Yes, the “C” in the post title is capitalized for a reason. Cancer.
It started off according to plan. I scheduled my annual ob-gyn visit and fully expected to have the usual chat. I made a couple of observations during my exam and my doctor prescribed me two relatively usual follow ups: a mammogram (my first), and a uterine ultrasound (also my first). After the usual scheduling delays, I ventured into the Women’s Center at Sutter Hospital in San Mateo to complete my testing.
First up was the uterine ultrasound. The first set of tests netted possible tumors/fibroids/lesions that had the potential to be harmful. More testing was required, and I was sent away with a vague feeling of dis-ease (and disease, in fact) and another appointment to attend. I completed my mammogram with little discomfort and fairly quickly, and found it to be a relatively harmless procedure. Given all the negative experiences of family and friends, I was pleasantly surprised.
The second set of uterine tests was completed on the following week — an extended, internal ultrasound and biopsy/tissue testing. While I was in the exam room, one of the nurses tracked me down…to let me know that I needed another mammogram and additional testing on my left breast because there might be “an anomaly.” At that moment, I actually began to doubt my status as “healthy” and started to wonder if there was something systemic wrong. One set of extra testing is concerning, but requiring additional tests for multiple organs seemed to indicate a systemic issue. My heart began to race.
The second mammogram and ultrasound was also relatively painless, but raised serious concerns about a possible tumor in my left breast. The doctor let me observe the mammogram and ultrasound images — there was a 10mm dense lump that clearly was different than the rest of my breast tissue, and had characteristics of a tumor. The doctor advised a biopsy, and reassured me that she felt it was only 20% likelihood of cancer.
20% likelihood of cancer is still frightening. I don’t bet because I have horrible, terrible luck in almost any game of chance. Despite my otherwise robust health, there was a persistent voice in the back of my head warning that this was the beginning of a long journey. What about all those hamburgers I ate — and those glasses of wine? I certainly could have treated my body better over the past 41 years. I tried to put the worry aside and focus on making a difference in my healthy living today — I recommitted to working out, eating better, reducing stress, and drinking less alcohol. But still….I needed a biopsy, and now I had results to wait for.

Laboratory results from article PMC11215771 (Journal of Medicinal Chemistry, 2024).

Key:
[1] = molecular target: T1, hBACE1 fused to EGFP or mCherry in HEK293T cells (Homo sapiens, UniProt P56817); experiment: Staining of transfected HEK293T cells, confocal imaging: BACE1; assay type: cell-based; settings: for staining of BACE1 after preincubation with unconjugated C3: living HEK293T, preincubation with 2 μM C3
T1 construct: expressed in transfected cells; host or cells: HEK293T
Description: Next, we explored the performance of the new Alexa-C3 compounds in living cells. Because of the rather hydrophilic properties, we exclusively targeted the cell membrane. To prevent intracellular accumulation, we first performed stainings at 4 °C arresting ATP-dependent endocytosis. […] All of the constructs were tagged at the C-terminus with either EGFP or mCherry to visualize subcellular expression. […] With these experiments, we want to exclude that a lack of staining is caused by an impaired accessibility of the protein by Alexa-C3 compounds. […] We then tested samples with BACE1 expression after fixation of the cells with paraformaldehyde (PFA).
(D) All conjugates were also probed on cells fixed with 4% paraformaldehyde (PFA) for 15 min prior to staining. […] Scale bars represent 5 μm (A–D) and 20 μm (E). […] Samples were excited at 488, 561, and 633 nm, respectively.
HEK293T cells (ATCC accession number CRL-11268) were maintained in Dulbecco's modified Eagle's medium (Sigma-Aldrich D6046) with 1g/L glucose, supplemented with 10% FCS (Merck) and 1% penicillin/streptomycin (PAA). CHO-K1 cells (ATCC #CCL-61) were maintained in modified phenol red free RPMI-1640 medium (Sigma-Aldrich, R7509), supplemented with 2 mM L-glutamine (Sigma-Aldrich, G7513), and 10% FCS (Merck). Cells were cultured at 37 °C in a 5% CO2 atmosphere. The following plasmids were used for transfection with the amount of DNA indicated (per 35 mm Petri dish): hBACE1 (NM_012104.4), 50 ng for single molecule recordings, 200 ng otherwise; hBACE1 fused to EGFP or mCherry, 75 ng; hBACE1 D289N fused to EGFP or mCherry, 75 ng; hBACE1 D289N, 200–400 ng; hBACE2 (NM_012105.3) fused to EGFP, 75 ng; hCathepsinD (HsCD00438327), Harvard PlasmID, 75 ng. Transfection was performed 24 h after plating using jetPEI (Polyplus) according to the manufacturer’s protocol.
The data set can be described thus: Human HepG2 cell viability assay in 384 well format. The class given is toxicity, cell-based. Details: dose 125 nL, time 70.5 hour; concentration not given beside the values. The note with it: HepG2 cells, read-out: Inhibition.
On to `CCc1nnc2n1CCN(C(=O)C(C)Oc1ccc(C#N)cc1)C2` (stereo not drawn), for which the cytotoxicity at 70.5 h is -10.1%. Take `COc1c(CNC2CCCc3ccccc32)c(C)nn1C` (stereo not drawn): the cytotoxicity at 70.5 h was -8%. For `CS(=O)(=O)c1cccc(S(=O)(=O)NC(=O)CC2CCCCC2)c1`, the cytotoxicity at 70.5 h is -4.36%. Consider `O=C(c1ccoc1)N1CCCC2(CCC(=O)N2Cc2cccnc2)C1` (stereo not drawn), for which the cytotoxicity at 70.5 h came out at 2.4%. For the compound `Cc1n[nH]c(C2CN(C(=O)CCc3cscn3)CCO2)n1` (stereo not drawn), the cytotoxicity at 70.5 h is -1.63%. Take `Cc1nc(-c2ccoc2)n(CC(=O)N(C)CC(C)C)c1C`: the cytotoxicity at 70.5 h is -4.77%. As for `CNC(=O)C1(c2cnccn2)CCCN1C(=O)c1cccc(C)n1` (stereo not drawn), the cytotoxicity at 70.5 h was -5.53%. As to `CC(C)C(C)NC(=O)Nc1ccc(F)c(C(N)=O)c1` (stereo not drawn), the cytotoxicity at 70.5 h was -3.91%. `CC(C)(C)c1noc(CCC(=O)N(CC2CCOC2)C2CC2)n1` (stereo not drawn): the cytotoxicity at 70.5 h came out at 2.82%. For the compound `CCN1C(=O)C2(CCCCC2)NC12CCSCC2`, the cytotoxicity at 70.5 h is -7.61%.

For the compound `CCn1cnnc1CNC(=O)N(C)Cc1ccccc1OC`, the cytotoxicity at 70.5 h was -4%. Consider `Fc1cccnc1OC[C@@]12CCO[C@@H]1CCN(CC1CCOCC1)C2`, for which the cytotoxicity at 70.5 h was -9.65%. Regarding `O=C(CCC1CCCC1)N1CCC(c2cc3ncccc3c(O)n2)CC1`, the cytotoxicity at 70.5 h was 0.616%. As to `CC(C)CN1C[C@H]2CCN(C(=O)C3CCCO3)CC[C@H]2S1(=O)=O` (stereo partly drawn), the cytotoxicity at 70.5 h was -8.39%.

I walked into my biopsy — over a week later — scared and tense. The doctor did everything she could to reassure me — she explained the procedure, explained the “post procedure” instructions, and answered all of my questions. The doctor asked me to look away as she made the incision — but I asked to look. I simply needed to know what was going on at every step. She kindly let me watch the procedure on the monitor (I got to see the biopsy needle go into the tumor, and the actual biopsy happening). Watching gave me the small sense of control I needed in that moment. Even more remarkable, she showed me my tissue sample on the slide — about 1 1/2 inches long, the tumor clearly delineated on the slide. It didn’t look “evil” — the tissue wasn’t black or strangely colored, it didn’t smell, it didn’t ooze. I was slightly reassured by the visual, but that 20% positive diagnosis statistic was still lurking in my brain. I am not a lucky person.
And then the waiting…and the continued worrying…. While I waited for my results, I distracted myself as much as possible. I read three books. I entertained a friend that visited from Nashville. I went to the gym 2-3 hours a day, leaning on endorphins to prop up my mood and the exercise to give me a feeling of health.
I got the call this afternoon from the doctor who performed my biopsy. It’s a benign tumor. I’ll need to track the growth of the tumor annually for the next several years, and we will remain careful to make sure it doesn’t grow too fast….but there’s no cancer.
And suddenly I feel like the luckiest girl in the world.
I’m sharing my story because I think we need to openly discuss our problems — because we need to lean on one another for emotional support, treatment ideas, and experience sharing. I want my friends to know that you can talk to me if you have a similar experience, or need a sounding board. It’s been a really tough and stressful few weeks, and I’ve leaned very heavily on a couple of friends to support me. You know who you are — and thank you. Meanwhile, I wanted to share my experience, now that I have a resolution, in the hopes that it might help someone else.